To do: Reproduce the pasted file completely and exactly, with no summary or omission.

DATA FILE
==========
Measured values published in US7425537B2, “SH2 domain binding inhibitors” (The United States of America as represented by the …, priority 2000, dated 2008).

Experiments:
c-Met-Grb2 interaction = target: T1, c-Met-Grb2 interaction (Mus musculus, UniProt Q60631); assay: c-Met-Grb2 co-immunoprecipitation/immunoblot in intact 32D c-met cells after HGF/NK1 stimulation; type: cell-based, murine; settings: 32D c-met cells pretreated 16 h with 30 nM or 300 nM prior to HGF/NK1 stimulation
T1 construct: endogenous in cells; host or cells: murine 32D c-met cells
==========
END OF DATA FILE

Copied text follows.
Measured values published in US7425537B2, “SH2 domain binding inhibitors” (The United States of America as represented by the …, priority 2000, dated 2008).

Experiments:
c-Met-Grb2 interaction = target: T1, c-Met-Grb2 interaction (Mus musculus, UniProt Q60631); assay: c-Met-Grb2 co-immunoprecipitation/immunoblot in intact 32D c-met cells after HGF/NK1 stimulation; type: cell-based, murine; settings: 32D c-met cells pretreated 16 h with 30 nM or 300 nM prior to HGF/NK1 stimulation
T1 construct: endogenous in cells; host or cells: murine 32D c-met cells